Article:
Life recovered rapidly at the site of the asteroid impact that killed the dinosaurs, reports a paper published online this week in Nature.
Although most famous for finishing off the non-avian dinosaurs, the mass extinction at the end of the Cretaceous period, 66 million years ago, extinguished over 75% of all species. The extinction was triggered by an asteroid impacting the Earth in a shallow sea near Chicxulub, on Mexico’s Yucatan peninsula. The rate at which the global marine ecosystem recovered from the catastrophe varied, taking up to 300,000 years in the Gulf of Mexico and the North Atlantic, much slower than in other regions further from the impact crater. It had thus been suggested that an impact-related environmental effect, such as toxic metal poisoning, might have slowed recovery near the impact crater.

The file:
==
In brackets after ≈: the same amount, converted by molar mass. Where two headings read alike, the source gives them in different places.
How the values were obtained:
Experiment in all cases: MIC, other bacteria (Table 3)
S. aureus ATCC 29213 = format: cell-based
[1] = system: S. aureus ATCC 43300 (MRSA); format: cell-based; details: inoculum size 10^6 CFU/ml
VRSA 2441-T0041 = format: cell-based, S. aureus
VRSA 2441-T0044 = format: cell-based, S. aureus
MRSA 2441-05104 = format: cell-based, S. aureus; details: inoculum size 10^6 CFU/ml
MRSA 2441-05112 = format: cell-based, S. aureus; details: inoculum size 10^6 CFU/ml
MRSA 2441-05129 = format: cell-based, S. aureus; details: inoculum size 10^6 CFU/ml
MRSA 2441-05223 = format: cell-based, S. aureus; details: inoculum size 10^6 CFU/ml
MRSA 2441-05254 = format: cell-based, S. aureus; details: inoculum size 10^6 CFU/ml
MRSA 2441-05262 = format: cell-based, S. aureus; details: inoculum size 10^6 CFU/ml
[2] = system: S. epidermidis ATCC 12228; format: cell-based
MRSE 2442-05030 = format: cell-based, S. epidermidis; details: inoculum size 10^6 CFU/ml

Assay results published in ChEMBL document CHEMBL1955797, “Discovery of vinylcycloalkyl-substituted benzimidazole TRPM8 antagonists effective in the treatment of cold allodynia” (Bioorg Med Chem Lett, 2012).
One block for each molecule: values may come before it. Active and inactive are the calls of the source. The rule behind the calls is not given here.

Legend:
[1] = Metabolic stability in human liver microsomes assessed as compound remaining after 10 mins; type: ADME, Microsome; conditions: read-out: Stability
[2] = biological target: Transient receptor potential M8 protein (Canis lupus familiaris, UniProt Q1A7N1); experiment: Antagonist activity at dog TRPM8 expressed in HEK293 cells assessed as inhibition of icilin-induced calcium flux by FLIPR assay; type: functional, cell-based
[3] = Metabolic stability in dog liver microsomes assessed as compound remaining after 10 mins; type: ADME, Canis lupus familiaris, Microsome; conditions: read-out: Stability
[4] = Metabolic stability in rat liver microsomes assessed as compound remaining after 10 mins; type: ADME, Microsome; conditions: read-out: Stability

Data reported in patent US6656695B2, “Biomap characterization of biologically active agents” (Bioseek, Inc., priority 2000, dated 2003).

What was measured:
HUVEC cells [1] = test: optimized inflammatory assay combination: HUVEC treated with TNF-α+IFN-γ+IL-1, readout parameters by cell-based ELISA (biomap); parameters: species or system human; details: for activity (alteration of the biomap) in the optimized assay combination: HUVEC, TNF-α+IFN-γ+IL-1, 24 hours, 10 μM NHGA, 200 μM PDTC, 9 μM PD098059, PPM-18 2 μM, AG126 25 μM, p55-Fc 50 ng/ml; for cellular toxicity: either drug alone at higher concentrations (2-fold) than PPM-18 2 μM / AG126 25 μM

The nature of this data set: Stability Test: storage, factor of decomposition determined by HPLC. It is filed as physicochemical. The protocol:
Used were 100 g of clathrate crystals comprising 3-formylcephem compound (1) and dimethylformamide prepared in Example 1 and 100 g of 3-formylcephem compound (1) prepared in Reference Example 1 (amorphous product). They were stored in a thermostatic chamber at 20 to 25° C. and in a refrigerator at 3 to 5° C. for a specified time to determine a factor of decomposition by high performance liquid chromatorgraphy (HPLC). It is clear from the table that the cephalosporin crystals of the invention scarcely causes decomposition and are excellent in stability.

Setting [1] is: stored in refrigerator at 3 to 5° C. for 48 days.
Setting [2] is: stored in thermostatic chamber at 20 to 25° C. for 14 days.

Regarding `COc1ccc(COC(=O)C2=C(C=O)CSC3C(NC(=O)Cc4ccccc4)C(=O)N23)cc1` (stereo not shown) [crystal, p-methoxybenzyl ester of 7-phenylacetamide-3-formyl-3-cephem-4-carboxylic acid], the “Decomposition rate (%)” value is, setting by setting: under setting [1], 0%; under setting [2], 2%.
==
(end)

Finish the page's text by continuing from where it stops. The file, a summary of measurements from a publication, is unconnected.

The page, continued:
Christopher Lowery and colleagues analysed rock samples drilled up from beneath the crater, which preserve a record of the first 200,000 years after the impact. They examined the changes in various tiny fossils - the single-celled, shelled foraminifera and calcium-based nannoplankton - along with fossil traces of biological activity and the abundance of various elements (such as extra-terrestrially derived helium-3, the flux of which can be used to infer sedimentation rates).
The authors found that life recovered at the crater mere years after the catastrophe, with a diverse and highly productive ecosystem returning to Chicxulub within 30,000 years - far faster than at sites further away from the impact. The findings suggest that there was no impact-related control on recovery. Instead, the authors propose, ecological processes such as the interactions between organisms in the crater probably controlled recovery, highlighting the importance of such in understanding how ocean ecosystems respond to similar rapid extinction events.
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